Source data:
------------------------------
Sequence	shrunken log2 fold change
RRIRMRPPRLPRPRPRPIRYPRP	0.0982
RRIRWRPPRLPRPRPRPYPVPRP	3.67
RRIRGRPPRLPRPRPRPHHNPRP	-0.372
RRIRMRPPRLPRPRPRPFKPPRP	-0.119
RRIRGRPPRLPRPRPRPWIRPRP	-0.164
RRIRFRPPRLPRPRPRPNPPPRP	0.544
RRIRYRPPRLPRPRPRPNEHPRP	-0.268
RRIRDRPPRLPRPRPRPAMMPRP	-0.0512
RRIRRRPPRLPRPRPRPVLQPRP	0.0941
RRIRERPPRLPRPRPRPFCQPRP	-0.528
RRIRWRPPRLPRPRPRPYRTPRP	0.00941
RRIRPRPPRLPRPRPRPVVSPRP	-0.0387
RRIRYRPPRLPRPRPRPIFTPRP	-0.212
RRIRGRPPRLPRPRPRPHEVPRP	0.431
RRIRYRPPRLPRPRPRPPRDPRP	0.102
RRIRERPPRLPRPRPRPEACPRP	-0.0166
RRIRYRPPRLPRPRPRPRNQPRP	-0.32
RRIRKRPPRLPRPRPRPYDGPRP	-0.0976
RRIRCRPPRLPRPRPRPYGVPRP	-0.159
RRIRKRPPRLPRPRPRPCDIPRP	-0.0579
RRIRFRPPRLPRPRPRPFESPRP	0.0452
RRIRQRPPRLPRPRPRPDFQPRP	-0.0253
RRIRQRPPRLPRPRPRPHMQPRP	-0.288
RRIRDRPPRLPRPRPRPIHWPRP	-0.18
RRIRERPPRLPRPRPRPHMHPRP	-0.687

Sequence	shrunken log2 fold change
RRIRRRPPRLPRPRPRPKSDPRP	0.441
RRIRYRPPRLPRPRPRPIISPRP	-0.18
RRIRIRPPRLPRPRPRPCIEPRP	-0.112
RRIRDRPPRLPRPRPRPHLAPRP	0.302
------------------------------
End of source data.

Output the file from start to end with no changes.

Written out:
Sequence	shrunken log2 fold change
RRIRMRPPRLPRPRPRPIRYPRP	0.0982
RRIRWRPPRLPRPRPRPYPVPRP	3.67
RRIRGRPPRLPRPRPRPHHNPRP	-0.372
RRIRMRPPRLPRPRPRPFKPPRP	-0.119
RRIRGRPPRLPRPRPRPWIRPRP	-0.164
RRIRFRPPRLPRPRPRPNPPPRP	0.544
RRIRYRPPRLPRPRPRPNEHPRP	-0.268
RRIRDRPPRLPRPRPRPAMMPRP	-0.0512
RRIRRRPPRLPRPRPRPVLQPRP	0.0941
RRIRERPPRLPRPRPRPFCQPRP	-0.528
RRIRWRPPRLPRPRPRPYRTPRP	0.00941
RRIRPRPPRLPRPRPRPVVSPRP	-0.0387
RRIRYRPPRLPRPRPRPIFTPRP	-0.212
RRIRGRPPRLPRPRPRPHEVPRP	0.431
RRIRYRPPRLPRPRPRPPRDPRP	0.102
RRIRERPPRLPRPRPRPEACPRP	-0.0166
RRIRYRPPRLPRPRPRPRNQPRP	-0.32
RRIRKRPPRLPRPRPRPYDGPRP	-0.0976
RRIRCRPPRLPRPRPRPYGVPRP	-0.159
RRIRKRPPRLPRPRPRPCDIPRP	-0.0579
RRIRFRPPRLPRPRPRPFESPRP	0.0452
RRIRQRPPRLPRPRPRPDFQPRP	-0.0253
RRIRQRPPRLPRPRPRPHMQPRP	-0.288
RRIRDRPPRLPRPRPRPIHWPRP	-0.18
RRIRERPPRLPRPRPRPHMHPRP	-0.687

Sequence	shrunken log2 fold change
RRIRRRPPRLPRPRPRPKSDPRP	0.441
RRIRYRPPRLPRPRPRPIISPRP	-0.18
RRIRIRPPRLPRPRPRPCIEPRP	-0.112
RRIRDRPPRLPRPRPRPHLAPRP	0.302